The story of the bloody 1917 Battle of Vimy Ridge is, according to many of today’s tellings, a heroic founding moment for Canada. This noble, birth-of-a-nation narrative is regularly applied to the Great War in general. Yet this mythical tale is rather new. “Vimyism”— today’s official story of glorious, martial patriotism—contrasts sharply with the complex ways in which veterans, artists, clerics, and even politicians who had supported the war interpreted its meaning over the decades. Was the Great War a futile imperial debacle? A proud, nation-building milestone? Contending Great War memories have helped to shape how later wars were imagined.The Vimy Trap provides a powerful probe of commemoration cultures. This subtle, fast-paced work of public history—combining scholarly insight with sharp-eyed journalism, and based on primary sources and school textbooks, battlefield visits and war art—explains both how and why peace and war remain contested terrain in ever-changing landscapes of Canadian memory.
Kingston writer Jamie Swift is the author of numerous books. He works on social justice issues for the Sisters of Providence of St. Vincent de Paul and lectures at the Smith School of Business at Queen’s University
Uncomfortable and inconvenient questions are signs of a robust culture, especially when they are about war and how it is remembered. McKay and Swift have taken up the torch with vigour, detail, and irony. Read on.
The Vimy Trap offers compelling perspectives on current political and nationalistic projects that continue to glorify war. Using counter-narratives based on analysis of art, memorials, literature, and theatre, McKay and Swift have created a well-researched, notable read for the centennial of the Battle of Vimy Ridge.
What a revelation this book is.The Vimy Trap offers a detailed look at how a relatively unimportant First World War battle has somehow been rebranded as a defining moment in Canadian history. McKay and Swift unpack the politics and propaganda at the heart of this change, revealing just how complex and contested our sense of ourselves and our country's past can be.
McKay and Swift have boldly challenged one of Canada’s most heretofore unassailable historical myths: that Canada became a nation on the battlefield of Vimy Ridge. Their accurate dissection of the actual events of that 1917 battle and their denunciation of the subsequent glorification of the Great War itself are a long overdue rebuttal to the excessively patriotic prose fed to us by the usual Drums & Bugles brigade of historians. A well-written and well-researched commentary.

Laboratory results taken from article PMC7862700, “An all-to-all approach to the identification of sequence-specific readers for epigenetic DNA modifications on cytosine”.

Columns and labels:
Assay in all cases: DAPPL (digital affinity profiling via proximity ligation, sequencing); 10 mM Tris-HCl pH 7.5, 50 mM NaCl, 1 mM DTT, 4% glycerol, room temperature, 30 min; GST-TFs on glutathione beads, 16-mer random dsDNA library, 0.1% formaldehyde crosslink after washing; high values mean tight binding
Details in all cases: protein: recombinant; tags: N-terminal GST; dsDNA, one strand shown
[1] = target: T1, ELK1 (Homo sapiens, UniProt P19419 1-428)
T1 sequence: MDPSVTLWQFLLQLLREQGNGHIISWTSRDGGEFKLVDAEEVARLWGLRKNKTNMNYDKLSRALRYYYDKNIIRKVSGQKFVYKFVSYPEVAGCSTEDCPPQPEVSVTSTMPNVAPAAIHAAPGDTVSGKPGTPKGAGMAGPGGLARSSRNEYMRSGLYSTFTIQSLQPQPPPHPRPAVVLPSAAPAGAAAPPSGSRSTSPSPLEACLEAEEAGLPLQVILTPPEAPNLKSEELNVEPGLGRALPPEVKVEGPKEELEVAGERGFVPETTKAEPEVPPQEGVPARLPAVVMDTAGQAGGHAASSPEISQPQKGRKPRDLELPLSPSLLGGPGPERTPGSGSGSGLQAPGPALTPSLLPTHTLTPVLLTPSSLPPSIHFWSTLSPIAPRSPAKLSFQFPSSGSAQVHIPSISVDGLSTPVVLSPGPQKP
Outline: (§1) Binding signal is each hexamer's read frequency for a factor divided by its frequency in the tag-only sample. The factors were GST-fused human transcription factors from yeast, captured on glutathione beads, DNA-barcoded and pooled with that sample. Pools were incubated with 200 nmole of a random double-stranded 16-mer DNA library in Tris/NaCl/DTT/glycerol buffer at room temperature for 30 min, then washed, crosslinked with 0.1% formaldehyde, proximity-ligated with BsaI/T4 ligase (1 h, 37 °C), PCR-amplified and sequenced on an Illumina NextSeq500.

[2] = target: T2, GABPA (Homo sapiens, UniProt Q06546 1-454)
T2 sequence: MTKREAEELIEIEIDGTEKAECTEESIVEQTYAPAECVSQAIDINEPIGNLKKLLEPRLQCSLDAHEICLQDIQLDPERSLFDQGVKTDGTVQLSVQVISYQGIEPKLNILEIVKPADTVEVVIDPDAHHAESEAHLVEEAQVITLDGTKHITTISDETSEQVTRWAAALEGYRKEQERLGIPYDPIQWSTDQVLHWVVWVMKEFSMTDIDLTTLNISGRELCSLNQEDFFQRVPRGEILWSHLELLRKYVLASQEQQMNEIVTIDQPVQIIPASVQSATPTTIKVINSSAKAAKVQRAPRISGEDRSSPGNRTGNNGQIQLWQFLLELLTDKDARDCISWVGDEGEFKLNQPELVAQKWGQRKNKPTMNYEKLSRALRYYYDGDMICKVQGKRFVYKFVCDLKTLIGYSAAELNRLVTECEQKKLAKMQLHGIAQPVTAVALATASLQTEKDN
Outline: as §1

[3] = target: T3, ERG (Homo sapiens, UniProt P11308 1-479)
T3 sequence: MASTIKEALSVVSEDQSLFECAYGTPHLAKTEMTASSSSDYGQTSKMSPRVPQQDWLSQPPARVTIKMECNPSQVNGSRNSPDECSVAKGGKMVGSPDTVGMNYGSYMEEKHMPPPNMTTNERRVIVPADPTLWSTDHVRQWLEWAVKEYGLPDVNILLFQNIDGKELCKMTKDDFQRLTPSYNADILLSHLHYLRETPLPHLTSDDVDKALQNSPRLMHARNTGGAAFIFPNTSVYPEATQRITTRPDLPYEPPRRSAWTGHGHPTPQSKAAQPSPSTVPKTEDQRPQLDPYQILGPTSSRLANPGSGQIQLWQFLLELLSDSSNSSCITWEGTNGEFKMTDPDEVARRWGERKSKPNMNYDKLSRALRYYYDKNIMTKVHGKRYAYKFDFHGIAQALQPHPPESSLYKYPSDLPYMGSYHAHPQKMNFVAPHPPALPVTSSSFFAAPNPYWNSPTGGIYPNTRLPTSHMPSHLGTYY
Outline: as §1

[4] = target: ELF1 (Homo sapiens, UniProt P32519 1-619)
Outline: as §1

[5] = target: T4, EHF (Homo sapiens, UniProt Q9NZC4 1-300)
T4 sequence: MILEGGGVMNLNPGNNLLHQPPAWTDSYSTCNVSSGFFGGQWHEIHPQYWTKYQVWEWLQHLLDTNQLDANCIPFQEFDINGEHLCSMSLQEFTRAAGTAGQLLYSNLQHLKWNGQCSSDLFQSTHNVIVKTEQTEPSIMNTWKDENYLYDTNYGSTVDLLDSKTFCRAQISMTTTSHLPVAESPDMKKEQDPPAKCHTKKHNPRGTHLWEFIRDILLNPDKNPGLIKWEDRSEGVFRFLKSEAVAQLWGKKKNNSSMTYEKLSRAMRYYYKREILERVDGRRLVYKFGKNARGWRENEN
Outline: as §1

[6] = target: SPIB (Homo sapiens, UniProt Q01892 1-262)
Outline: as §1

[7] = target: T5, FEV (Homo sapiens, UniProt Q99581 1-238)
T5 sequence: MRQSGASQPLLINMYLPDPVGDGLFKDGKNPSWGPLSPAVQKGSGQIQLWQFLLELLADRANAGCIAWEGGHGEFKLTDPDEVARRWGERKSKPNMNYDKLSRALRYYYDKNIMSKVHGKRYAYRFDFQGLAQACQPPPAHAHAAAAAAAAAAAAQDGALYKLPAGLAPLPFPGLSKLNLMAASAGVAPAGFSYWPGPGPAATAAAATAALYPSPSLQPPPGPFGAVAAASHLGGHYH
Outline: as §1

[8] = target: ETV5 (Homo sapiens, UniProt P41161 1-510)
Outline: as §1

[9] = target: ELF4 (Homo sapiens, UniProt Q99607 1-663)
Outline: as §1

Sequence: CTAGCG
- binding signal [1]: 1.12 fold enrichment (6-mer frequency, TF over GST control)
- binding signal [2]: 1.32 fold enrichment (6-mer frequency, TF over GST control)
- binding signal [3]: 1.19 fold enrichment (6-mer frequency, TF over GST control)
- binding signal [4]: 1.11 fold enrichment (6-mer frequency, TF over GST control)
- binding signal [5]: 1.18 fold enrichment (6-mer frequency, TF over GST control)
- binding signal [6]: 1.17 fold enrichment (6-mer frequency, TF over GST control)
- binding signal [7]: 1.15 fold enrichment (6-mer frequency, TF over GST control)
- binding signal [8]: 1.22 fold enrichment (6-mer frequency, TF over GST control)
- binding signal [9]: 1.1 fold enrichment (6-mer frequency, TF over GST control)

InThe Vimy Trap, Ian McKay and Jamie Swift meticulously and artfully recount how tragedy was recast as triumph and “Vimyism” became the lens through which Canadians were encouraged to view the Great War (and war in general). Rich in detail and precisely argued,The Vimy Trap debunks the official myth of Vimy Ridge as a battle that defined the spirit of an emerging, modern Canada–a myth conspicuously, gallingly out of step with Canadian soldiers’ own experience of the war. Perhaps most importantly,The Vimy Trap warns that revisionist mythmaking can skew a nation’s responses to challenging global events, even today, making it essential reading for anyone concerned with Canada’s past, present, or future roles on the world stage.
The Vimy Trap is a powerful exposé of the claim Canada was “born” during a relatively inconsequential battle fought in a pointless and horrific war. There is no better book to understand World War I mythology and militarist Canadian nationalism.
The Vimy Trap shows us with skill and compassion how difficult it is to honor those who die in war without glorifying war itself. A tract for the times.
The Vimy Trap presents a careful, nuanced, and very readable examination of the many ways that the Battle of Vimy Ridge and the First World War as a whole have been understood in Canada over the last hundred years. In the face of the de-contextualized and hypernationalist mythology of Vimy that gets mobilized in support of war and empire in the twenty-first century, this book will be an important resource for those of us committed to struggles for peace and social justice.
Challenging, absorbing, and, at times, defiantly critical,The Vimy Trap is essential reading for anyone interested in the history behind Canada's conventional First World War narrative.
Once again, McKay and Swift are as insightful as they are impassioned.The Vimy Trap is a must-read for those curious about the truths of Vimy Ridge, those who care about people who lived and died at Vimy Ridge, those seeking correctives to the current fallacies and fabrications about Vimy Ridge and those convinced that what we think and say about Vimy Ridge matters.
Complicated arguments are presented throughout with nuance and clarity.
The Vimy Trap is an essential antidote. The poison it seeks to counter is decades of English-Canadian nationalist history, both of the popular and academic variety, which constructs positive meaning out of a bloody, devastating, and pointless conflict. Domestically, the Great War revealed a Canada divided along class, ethnicity and race, gender, and geography. Ian McKay and Jamie Swift, in elegant and engaging fashion, portray how the dominant version of the war eventually became one of “Vimyism” that included a Canada birth narrative.